A very short op-ed in The New York Times by Gary Shteyngart titled “A Trans-Atlantic Trip Turns Kafkaesque”:
The aircraft was indeed an interesting one. One of the overhead baggage compartments was held together with masking tape. Halfway across the Atlantic you decided to turn Flight 121 back because your altimeter wasn’t working. Some of us were worried for our safety, but your employees mostly shrugged as if to say, Ah, there goes that altimeter again.
And so you took us to Merrie England for a spell.
At Heathrow, fire trucks met us because we landed “heavy,” i.e., still full of fuel we never got to spend over the Atlantic. At the terminal, a woman in a spiffy red American Airlines blazer was sent to greet us. But the language she spoke — Martian — was not easily understood, versed as we were in Spanish, English, Russian and Urdu.
Is it ironic that the piece feels Kafkaesque? Honestly, I didn’t find it very convincing. Heathrow is the worst airport in the world? I thought that was absurd.
You should skip this op-ed and read Super Sad True Love Story instead. It’s actually one of the best books I’ve read this year.
The Los Angeles Times has an interesting article on Steven Rothstein and Jacques Vroom, who are above and beyond what one would consider frequent fliers. Both men bought tickets that gave them unlimited first-class travel for life on American Airlines. Each had paid American more than $350,000 for an unlimited AAirpass and a companion ticket that allowed them to take someone along on their adventures. Both agree it was the best purchase they ever made, and their life hasn’t been the same ever since they bought the golden ticket.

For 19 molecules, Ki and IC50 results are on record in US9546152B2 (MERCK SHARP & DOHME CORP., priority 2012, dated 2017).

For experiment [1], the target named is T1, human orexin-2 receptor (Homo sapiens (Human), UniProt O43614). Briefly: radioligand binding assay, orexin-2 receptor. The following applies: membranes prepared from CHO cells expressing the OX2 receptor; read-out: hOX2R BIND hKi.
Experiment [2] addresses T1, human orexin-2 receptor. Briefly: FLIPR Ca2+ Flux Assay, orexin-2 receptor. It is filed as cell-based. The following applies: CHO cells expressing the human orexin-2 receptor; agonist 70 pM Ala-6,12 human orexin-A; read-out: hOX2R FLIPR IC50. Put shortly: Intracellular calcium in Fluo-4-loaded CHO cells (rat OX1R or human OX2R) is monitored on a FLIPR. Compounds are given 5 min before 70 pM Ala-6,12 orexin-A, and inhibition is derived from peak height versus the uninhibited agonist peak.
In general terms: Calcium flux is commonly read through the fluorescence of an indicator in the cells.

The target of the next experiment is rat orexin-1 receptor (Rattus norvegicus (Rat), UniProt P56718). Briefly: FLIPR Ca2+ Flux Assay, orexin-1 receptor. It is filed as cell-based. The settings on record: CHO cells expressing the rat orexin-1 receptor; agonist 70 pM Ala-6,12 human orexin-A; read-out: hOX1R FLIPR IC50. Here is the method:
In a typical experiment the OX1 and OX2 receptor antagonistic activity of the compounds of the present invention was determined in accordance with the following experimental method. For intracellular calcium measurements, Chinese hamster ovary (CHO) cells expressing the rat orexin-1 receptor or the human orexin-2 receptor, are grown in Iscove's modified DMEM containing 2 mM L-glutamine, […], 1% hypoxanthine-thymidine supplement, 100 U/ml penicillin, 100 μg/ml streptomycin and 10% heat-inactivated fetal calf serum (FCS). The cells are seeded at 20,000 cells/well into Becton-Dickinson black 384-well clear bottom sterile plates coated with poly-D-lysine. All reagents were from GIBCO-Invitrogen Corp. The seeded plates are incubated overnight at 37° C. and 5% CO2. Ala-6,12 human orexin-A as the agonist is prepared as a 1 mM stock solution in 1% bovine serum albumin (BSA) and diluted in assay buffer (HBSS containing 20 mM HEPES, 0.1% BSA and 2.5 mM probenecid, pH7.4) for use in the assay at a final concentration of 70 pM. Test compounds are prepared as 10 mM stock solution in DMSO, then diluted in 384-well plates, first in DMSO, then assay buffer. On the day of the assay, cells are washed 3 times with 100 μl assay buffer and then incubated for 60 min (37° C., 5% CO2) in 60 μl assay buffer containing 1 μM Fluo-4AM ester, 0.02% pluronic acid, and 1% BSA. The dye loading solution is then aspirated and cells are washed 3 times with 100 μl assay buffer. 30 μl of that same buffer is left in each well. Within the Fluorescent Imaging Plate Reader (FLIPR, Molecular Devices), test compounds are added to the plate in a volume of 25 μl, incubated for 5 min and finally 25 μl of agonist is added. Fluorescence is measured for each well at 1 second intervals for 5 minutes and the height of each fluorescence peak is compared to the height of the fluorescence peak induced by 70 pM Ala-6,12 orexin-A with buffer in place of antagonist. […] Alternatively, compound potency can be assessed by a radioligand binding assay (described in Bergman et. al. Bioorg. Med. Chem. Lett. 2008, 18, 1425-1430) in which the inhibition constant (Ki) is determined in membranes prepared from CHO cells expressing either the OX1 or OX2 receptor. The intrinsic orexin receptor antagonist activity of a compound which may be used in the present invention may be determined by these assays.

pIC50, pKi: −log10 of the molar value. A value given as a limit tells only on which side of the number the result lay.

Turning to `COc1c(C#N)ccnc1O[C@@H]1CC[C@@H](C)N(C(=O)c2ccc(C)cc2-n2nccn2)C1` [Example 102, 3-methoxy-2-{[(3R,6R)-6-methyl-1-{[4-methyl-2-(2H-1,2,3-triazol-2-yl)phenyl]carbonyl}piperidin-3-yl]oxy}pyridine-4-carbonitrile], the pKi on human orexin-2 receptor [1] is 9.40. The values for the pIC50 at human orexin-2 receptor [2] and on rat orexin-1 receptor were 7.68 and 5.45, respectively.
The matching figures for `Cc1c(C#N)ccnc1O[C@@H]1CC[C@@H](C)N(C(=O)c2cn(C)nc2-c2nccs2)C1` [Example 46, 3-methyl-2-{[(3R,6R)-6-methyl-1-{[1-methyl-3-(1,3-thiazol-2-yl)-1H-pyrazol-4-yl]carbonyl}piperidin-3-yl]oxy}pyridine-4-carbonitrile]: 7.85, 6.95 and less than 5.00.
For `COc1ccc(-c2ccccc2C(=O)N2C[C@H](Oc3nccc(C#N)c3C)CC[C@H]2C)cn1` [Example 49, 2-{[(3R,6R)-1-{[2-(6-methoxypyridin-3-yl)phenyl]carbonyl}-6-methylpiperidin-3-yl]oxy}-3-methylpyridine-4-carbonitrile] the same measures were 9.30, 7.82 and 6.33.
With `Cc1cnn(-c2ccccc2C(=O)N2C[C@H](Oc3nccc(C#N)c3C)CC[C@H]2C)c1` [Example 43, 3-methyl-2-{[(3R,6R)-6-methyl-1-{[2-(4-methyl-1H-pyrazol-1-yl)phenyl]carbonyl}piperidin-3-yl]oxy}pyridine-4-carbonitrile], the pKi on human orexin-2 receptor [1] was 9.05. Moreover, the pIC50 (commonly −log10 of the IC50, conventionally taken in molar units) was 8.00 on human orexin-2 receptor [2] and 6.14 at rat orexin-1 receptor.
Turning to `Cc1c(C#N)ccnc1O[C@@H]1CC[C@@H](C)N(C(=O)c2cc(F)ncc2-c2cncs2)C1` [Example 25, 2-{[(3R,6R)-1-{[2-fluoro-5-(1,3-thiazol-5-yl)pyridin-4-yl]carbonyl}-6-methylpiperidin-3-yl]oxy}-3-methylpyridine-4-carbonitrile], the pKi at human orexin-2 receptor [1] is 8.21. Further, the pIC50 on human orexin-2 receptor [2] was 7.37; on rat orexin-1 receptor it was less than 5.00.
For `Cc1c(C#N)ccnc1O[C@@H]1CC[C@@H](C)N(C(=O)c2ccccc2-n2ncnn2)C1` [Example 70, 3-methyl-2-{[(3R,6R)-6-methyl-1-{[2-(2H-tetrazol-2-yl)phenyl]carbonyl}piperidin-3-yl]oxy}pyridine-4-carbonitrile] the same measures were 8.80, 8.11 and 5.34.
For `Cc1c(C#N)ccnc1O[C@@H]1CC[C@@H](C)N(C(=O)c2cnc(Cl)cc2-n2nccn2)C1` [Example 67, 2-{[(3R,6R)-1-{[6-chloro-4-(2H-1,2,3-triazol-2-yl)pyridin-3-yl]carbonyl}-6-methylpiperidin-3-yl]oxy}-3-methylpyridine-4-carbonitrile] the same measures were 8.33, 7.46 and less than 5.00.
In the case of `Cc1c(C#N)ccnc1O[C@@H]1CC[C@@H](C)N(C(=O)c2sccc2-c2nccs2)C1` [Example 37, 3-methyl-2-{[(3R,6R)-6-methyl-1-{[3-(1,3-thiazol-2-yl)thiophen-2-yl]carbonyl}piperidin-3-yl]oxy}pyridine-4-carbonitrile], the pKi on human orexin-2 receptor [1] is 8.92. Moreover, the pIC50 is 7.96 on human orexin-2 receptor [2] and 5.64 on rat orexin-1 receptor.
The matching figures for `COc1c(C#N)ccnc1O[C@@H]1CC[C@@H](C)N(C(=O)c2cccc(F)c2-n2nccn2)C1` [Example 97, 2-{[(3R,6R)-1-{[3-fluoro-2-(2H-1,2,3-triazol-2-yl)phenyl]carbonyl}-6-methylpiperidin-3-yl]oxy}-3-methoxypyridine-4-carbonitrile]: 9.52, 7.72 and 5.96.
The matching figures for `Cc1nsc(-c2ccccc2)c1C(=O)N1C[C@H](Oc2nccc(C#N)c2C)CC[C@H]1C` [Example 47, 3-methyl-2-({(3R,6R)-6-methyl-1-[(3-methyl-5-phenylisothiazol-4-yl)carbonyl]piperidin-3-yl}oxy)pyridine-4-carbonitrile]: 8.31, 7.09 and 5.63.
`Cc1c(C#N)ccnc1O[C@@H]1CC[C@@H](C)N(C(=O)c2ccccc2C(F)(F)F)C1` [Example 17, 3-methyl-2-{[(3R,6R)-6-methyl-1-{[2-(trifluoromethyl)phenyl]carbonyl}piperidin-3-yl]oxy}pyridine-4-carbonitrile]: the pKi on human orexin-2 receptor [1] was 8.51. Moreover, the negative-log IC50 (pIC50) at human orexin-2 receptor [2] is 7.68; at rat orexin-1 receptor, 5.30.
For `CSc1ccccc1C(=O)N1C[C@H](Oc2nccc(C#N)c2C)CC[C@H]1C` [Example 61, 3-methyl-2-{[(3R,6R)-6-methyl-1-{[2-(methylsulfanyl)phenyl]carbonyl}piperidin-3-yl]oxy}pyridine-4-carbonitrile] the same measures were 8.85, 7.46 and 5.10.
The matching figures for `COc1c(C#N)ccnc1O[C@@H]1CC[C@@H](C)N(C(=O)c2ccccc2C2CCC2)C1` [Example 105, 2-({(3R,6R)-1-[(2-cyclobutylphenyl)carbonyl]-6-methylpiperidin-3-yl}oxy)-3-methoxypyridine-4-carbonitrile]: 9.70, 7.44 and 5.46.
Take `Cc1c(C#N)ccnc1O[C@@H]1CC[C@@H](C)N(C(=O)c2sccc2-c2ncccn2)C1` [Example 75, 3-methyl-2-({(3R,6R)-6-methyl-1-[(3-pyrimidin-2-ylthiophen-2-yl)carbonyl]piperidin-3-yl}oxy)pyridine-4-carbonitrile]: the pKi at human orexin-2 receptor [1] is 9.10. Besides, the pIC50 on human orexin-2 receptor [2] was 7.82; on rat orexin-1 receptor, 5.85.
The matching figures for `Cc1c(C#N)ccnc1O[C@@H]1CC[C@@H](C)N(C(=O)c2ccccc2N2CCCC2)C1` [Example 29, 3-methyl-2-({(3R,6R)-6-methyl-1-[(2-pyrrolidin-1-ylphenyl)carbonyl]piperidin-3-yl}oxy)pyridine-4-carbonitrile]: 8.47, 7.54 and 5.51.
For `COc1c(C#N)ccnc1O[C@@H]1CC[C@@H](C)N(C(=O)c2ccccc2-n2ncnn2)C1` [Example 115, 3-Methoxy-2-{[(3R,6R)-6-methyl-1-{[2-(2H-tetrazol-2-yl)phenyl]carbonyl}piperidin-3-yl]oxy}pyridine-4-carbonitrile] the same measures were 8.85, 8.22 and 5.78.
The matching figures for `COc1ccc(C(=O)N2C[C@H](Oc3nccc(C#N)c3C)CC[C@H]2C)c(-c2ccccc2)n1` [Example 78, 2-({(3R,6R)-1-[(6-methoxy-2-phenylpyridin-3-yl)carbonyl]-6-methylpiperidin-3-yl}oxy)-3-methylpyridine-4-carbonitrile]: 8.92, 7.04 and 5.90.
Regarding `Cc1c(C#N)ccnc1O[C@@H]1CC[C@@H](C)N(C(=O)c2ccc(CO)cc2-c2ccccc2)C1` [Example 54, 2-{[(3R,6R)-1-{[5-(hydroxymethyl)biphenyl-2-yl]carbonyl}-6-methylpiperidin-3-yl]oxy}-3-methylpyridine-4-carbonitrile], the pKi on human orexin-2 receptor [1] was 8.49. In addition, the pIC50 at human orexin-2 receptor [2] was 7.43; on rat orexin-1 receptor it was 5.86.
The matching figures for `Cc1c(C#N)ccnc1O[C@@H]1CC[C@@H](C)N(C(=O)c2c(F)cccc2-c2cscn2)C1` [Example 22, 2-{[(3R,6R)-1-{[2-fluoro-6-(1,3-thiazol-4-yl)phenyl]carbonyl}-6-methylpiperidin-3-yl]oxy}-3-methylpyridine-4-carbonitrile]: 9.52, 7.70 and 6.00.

In the 2009 film, Up in the Air, the loyal American business traveler played by George Clooney was showered with attention after attaining 10 million frequent flier miles.
Rothstein and Vroom were not impressed.
“I can’t even remember when I cracked 10 million,” said Vroom, 67, a big, amiable Texan, who at last count had logged nearly four times as many. Rothstein, 61, has notched more than 30 million miles.
But all the miles they and 64 other unlimited AAirpass holders racked up went far beyond what American had expected. As its finances began deteriorating a few years ago, the carrier took a hard look at the AAirpass program.
If you’re wondering whether you can still get the AAirpass today, the answer is no. In 2004, American offered the unlimited AAirpass one last time, in the Neiman-Marcus Christmas catalog. At $3 million, plus a companion pass for $2 million more, not one sold.